The details...

I like reading Cliff Mass' blog because he takes such an even handed approach to the science of climate change. He is very careful with his assertions and takes on media outlets for being too sensational about what the data does and does not say.

A recent post of his did a fantastic job of putting the affect of climate change into context with natural variability. The punchline is that climate change only enhances what is

**. If it was going to be hot, it will be just a little bit hotter. If it was going to be cold, it will be slightly less cold. If you were going to get a hurricane, it will be a bit more energetic. And so on...**

__already natural variability__Or to put it in different terms, you cannot blame anything directly on climate change. If you are experiencing it, it was probably going to happen whether or not humans were on the Earth. You are just going to have a more intense experience.

So I applied some High School level math to figure out exactly what that means...

Mass of the Earth's Atmosphere: 5x10

^{18}kg

Average atmospheric specific heat: 1005 j/kg/K

Current average temperature change: About 1 degree Kelvin (which is the same as 1 degree Celsius)

Global yearly energy generation in 2013: 5.67x10

^{20}joules

Note: I assume energy consumption is equivalent to energy generation. While they may not be exactly equal in reality, it is certainly true that consumption could not be less than generation. I am also using 2013 energy consumption numbers. The numbers are most certainly higher in 2016.

So given the basic heat equation: Q = mcΔT

Q = Joules of energy required to cause a temperature change.

m = Mass (in kilograms) of the matter you are heating up.

c = A constant representing how difficult it is to change the temperature of the matter.

ΔT = The actual temperature change.

Using the above numbers we get:

Q = 5x10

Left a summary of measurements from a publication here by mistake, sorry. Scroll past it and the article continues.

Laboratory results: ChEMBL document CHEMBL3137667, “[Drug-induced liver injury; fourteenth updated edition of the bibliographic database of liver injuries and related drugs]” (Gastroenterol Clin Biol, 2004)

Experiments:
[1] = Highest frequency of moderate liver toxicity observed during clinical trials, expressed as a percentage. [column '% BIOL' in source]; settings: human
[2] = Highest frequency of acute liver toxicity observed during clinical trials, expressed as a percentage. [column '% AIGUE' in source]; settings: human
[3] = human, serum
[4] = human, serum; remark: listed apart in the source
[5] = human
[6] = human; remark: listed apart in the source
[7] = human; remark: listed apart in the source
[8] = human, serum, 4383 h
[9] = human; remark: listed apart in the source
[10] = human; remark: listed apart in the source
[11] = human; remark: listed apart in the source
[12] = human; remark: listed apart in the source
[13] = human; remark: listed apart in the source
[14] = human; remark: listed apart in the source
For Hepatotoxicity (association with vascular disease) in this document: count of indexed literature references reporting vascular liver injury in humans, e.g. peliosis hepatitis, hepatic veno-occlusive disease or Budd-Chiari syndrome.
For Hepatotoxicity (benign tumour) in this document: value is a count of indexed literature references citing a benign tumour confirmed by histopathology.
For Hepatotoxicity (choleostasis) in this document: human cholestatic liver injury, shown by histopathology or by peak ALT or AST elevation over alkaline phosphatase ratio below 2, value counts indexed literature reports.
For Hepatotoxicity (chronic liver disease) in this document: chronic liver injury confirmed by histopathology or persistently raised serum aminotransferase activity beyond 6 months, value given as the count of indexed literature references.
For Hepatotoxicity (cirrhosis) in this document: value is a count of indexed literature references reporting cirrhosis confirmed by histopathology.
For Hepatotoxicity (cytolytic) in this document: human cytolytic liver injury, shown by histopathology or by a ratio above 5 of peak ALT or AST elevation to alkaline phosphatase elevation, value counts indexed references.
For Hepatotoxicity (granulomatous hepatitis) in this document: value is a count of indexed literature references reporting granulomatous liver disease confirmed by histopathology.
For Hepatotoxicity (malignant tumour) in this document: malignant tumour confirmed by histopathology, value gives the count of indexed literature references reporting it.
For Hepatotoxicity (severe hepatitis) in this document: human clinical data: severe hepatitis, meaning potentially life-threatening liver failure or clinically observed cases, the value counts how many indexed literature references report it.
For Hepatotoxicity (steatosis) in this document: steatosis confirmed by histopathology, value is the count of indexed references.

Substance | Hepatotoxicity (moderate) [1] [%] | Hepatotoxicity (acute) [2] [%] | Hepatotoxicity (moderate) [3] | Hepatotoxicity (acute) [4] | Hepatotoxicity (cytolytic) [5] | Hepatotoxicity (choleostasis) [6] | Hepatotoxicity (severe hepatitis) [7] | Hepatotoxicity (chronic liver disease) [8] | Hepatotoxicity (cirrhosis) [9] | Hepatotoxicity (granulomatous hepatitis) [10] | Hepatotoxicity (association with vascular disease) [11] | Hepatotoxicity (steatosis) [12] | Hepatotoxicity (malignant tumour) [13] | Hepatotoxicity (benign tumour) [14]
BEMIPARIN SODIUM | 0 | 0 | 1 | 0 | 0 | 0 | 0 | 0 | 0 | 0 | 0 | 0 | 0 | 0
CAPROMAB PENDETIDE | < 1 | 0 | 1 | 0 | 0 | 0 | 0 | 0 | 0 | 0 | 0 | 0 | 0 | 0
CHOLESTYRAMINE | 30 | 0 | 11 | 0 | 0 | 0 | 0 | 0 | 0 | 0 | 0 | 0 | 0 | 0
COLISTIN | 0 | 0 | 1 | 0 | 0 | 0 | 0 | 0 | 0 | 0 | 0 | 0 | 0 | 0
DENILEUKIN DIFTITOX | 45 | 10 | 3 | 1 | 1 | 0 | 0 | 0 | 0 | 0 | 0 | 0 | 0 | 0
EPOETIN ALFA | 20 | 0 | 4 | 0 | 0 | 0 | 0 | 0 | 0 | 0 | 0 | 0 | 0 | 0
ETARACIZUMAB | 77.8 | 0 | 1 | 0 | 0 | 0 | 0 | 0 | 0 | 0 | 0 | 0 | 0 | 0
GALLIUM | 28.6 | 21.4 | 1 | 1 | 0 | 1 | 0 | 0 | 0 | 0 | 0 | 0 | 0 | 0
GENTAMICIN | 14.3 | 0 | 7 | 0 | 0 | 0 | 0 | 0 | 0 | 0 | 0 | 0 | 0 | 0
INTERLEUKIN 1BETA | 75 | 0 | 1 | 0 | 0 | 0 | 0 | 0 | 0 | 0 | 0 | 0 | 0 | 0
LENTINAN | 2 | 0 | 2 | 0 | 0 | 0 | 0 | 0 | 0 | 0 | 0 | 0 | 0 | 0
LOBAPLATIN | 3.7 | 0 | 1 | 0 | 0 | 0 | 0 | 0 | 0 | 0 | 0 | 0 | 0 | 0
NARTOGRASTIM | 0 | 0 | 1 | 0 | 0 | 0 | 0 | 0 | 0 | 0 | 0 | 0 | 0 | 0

^{18}kg * 1005 j/kg/K * 1 = 5.025x10

^{21}joules

So that means it takes 5.025x10

^{21}

^{ }joules of energy to raise the average temperature of the Earth one degree Celsius. But 5.025x10

^{21}

^{ }joules is a really big number that is hard to put into terms that anyone can understand, so let us look at how this compares to how much energy we actually

**generate**on the Earth...

As I mentioned above, in 2013 we generated about 5.67x10

^{20}joules of energy. If we divide the amount of energy it took to raise the atmosphere by 1 degree Celsius, by the amount of energy we generated in 2013, we get:

5.025x10

^{21}joules / 5.67x10

^{20 }joules = 8.86

So this means we have 8.86 times the energy we generated in 2013 currently trapped in the atmosphere. But this number is still not very interesting because it says nothing about the rate at which this is happening.

The industrial era has been going on for about 100 years now which is about 36,525 days. In that amount of time, we have managed to alter the atmosphere so that 8.86 times the 2013 energy generating capacity of the earth is stuck in it.

Averaging over that 36,525 days:

5.025x10

^{21}joules / 36,525 days = 1.38x10

^{17}joules stuck in the atmosphere per day

Which means that the atmosphere has been retaining an average of 1.38x10

^{17 }joules of energy every single day.

So how does that compare to the 2013 energy generating capacity?

1.38x10

^{17 }joules per day / 5.67x10

^{20}joules in 2013 = 0.00024 * 100% = 0.024% of energy generated in 2013

So that means,

**in the last 100 years, the atmosphere has retained about 0.024% of the equivalent of the 2013 energy generating capacity. Or to flip that around, every 41 days the amount of energy we generated in 2013 gets "stuck" in the atmosphere.**

__for every single day__
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